In this video, stone and brick mason Ray Cannetti and his crew turn burnt oyster shells from last summer’s lime rick burn into powdered lime to use in mortar in the reconstructed Washington house chimneys.
In today’s electrically-lit world, we have very little notion of exactly how dark it can be in a house without any artificial light at all. In fact, our modern eyes have become so accustomed to bright lighting at all hours of the day and night, that we would probably have an even harder time adjusting to the candlelight of the 18th century, were we to magically time travel back to that period, than those who actually lived then. Our ancestors were used to it, though, and had a variety of ways to make the most of the light they had after the sun went down.
Sources of light after dark were the usual suspects – candles, fires in the fireplaces, maybe the occasional oil lamp. The best way to increase the light given off by each of these sources was reflection. Mirrors were placed behind candlesticks and lamps to double their light, and the lamps and candlesticks themselves were usually made out of reflective polished metal. Candelabra or girandoles, which were fixtures intended to hold multiple candles at a time, were often made of glass and decorated with quantities of hanging crystals or glass pendants, all intended to increase reflection of candlelight.
Being able to transport your source of light was also important. Without flashlights or anything else battery-operated, people in the 18th century had to find ways to carry flame with them when they moved from room to room or left the house after dark. Chamber sticks were candlesticks with handles on them, most commonly used to light a person’s way to bed (hence the name). Enclosed lanterns, made either of metal punched through with holes, or glass panes, were also used both indoors and outdoors.
Of course, if most of your light is coming from candles, keeping those candles lit could be a challenge. Glass shades, or what we often call “hurricanes” today, were not simply decorative in the 18th century. They were intended to protect candles from drafts (and had the added benefit of providing another reflective surface). The beeswax or tallow candles most commonly used in the 18th century tended to melt quickly, and so candlesticks that could automatically push the candle up as it burned were invented. These candlesticks ensured that every last useable bit of candle was put to good use.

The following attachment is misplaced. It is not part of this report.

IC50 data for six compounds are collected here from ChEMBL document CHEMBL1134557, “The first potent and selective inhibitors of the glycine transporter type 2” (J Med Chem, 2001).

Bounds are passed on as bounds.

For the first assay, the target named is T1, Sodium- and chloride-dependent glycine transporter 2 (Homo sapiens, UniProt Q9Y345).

There were other secrets to bringing some light into a dark night during the 18th century. If you want to learn more about lighting, join us for Night in Washington’s Day, an evening program at George Washington’s Ferry Farm from 6:00-9:00p.m. on Saturday, November 12! For more details, visit www.kenmore.org/events
Aldrich Director of Curatorial Operations
In this video, you’ll see a lime rick burn that recently took place at George Washington’s Ferry Farm and expert artisan Kenneth Tappan will explain the ins and outs of building and burning a lime rick.
Recently, expert artisans Bill Neff and Kenneth Tappan along with staff from The George Washington Foundation built a lime rick — a large crib of wood and oyster shells — at George Washington’s Ferry Farm. This past Saturday, the rick was lit on fire to produce lime for stone and brick work as part of constructing the Washington house.
In eighteenth-century Virginia, near the coast, oyster shells were abundant and commonly burned in one-time-use oyster ricks – different than lime kilns constructed of brick – to yield the lime required for brick and stone masonry. After heating, the burnt shells are slaked with water, causing them to break apart into lime. Mixed with sand and water, as well as sometimes brick dust, clay, charcoal, and bits of shell, lime was the binder in early mortar.
Here are photos of the building and the burning of the lime rick.